'Spellbound' Star Struggles for Happier Ending
'99 D.C. Bee Champ Works to Win Again
By Jacqueline L. Salmon
Washington Post Staff Writer
Friday, June 4, 2004; Page A01
In the ballroom of Washington's Grand Hyatt Hotel, hundreds of children sat uneasily Wednesday afternoon with huge numbered signs hanging around their necks. One by one, under the glare of television lights and the gaze of tense parents, they approached the microphone and began to spell, letters spilling from their lips and arranging themselves into the words they have spent countless hours memorizing: lenitive, equipollent, polemoscope, verbigeration.
Across the Anacostia River, in her sparsely furnished apartment, a contestant from a previous Scripps National Spelling Bee -- 18-year-old Ashley White -- arrived home from her job as a salesclerk, having just picked up her 10-month-old daughter from day care. White was tired, the baby fussy. Out their window, buses growled by on Minnesota Avenue SE.
Five years after winning the D.C. bee and surviving several rounds of the national finals, White was warming pureed peas and remembering the achievement that won her a featured spot in the Oscar-nominated documentary "Spellbound."
"I would not have imagined that my life would be like this," she said softly.
But in part because of the bee, "like this" is a lot better than it used to be.
Last year, Pam Jones, a nonprofit marketing consultant who saw the movie and wanted to do something for this bright, ambitious girl from a poor family, found White staying with a series of relatives and friends shortly after the baby's birth and rallied other viewers to her cause. While they contributed money for diapers and food, Jones coached her through an application to Howard University.
With that boost, White again marshaled the skills that got her to the bee -- "I was always a go-getter," she said. She found subsidized day care for her daughter, started classes at Howard in January, moved to a shelter for homeless teenagers and then rented an apartment in a two-year transitional program for single mothers. Between semesters, she is working full time in a clothing store.
Though it isn't what she imagined when she was a 13-year-old Hine Middle School speller with a photographic memory and dreams of being an obstetrician, she is less a stranger to herself and the girl she was. "I'll have a job that pays well and I will love my profession and I'll have a house, and whenever my mother or family member needs me, I'll be there for them," she tells an interviewer in the movie, before the finals.
Ten million children competed in spelling competitions across the country this year. This week, a record 265 finalists and their families descended on the Hyatt for the three-day Scripps National Spelling Bee, which ended yesterday with the crowning of the national champion. David Tidmarsh, 14, an eighth-grader from South Bend, Ind., won when he spelled "autochthonous," an adjective used to describe aboriginal flora or fauna.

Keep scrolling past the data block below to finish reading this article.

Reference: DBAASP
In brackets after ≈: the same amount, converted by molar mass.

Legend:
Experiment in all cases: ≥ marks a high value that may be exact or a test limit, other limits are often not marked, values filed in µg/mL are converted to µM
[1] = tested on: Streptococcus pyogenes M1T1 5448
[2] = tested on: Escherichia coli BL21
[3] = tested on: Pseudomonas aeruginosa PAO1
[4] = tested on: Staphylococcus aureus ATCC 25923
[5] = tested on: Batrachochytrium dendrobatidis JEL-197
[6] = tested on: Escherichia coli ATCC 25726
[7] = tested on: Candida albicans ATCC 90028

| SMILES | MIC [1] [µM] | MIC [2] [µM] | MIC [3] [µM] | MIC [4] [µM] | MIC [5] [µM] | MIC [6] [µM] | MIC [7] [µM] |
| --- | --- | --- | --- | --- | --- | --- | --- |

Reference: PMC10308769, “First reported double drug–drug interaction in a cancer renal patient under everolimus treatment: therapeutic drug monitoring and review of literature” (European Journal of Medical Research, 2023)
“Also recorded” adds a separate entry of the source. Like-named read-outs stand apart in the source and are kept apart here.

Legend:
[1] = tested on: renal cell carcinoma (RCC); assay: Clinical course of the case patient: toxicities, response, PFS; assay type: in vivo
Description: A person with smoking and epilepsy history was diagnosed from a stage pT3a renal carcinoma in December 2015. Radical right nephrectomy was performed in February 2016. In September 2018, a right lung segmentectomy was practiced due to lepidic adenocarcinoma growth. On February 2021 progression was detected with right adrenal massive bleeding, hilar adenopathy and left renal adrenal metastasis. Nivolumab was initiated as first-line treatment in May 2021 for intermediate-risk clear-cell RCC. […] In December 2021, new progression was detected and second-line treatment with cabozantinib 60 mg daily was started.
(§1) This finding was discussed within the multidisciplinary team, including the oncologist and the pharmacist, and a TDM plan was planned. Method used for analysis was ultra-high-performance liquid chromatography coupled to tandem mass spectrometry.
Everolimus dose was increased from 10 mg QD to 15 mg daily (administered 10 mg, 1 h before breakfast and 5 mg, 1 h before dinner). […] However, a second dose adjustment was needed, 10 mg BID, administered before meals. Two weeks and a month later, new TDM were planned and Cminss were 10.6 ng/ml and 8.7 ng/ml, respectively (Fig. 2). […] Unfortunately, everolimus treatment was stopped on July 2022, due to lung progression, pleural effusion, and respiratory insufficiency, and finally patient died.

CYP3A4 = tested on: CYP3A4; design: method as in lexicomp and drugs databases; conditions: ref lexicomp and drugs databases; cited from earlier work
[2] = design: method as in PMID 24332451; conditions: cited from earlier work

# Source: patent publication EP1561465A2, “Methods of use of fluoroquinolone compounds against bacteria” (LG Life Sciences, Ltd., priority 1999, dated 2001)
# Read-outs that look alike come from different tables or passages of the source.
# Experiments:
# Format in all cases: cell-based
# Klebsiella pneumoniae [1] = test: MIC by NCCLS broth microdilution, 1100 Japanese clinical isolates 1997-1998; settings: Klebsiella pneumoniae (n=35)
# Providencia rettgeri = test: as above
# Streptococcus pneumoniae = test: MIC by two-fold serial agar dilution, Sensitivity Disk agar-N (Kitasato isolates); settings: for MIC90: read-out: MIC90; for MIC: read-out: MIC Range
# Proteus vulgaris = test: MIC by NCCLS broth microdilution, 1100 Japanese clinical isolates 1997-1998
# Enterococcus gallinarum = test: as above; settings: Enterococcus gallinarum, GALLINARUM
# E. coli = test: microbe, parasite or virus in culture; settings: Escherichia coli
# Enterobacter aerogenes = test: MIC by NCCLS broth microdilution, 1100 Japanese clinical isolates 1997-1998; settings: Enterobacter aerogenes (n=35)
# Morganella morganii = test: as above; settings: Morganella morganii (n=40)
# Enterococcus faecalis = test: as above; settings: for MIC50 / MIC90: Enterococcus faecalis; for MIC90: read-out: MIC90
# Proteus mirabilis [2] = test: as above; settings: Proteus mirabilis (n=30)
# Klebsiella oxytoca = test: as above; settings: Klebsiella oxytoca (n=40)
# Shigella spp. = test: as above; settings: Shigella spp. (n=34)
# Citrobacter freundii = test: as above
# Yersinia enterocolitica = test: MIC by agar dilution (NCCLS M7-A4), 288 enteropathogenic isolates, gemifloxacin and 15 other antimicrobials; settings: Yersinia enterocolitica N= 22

Organizers attribute the bee's soaring popularity in part to "Spellbound," which was released last year. The documentary followed eight young contestants as they made their way to the 1999 finals -- among them Ashley White, who won the citywide competition that year by spelling "plaque." The Inquirer, a weekly newspaper that sponsors the D.C. bee, recommended her to the moviemakers, and producer Sean Welch said she impressed his crew immediately.
"She was a girl who did not have the same opportunities or same resources as some of the other kids who compete," he said. "Yet it was undaunting to her. She continued undeterred. She realized that by applying herself to the monumental task of spelling, it would not only help her in the immediate competition but . . . throughout her life."
Ashley, whose intellectual hunger caught her teachers' eyes early, spent four years aiming at the city title, studying weekends and after school and carrying the 4,000-word official bee spelling booklet wherever she went. The movie follows her to the third round of the national finals, where she was knocked out by "ecclesiastical," competing against some kids whose parents could afford to hire them spelling coaches and language tutors.
Jones, 54, saw "Spellbound" at a Dupont Circle theater and was taken with her. "There was something about her that said, 'I've got a lot of odds against me, but I'm going to overcome them,' " Jones recalled. She said she got to wondering where Ashley was in her life and whether she had been able to move toward her goals.
"My original thought was that she at least needed mentors, women in D.C. who are doing things with their lives," Jones said. But when she finally met the girl she'd seen on the screen, the autumn after her graduation from the School Without Walls, much more than that was needed.
© 2004 The Washington Post Company
Reporters crowd around David Tidmarsh, 14, of South Bend, Ind., the winner of the 77th National Spelling Bee, who said he studied for it up to four hours a day on weekdays.
(Photos Marvin Joseph -- The Washington Post)
A June 4 article on former National Spelling Bee contestant Ashley White misstated the name of the newspaper that sponsors the District's citywide spelling contest. It is the Informer, not the Inquirer.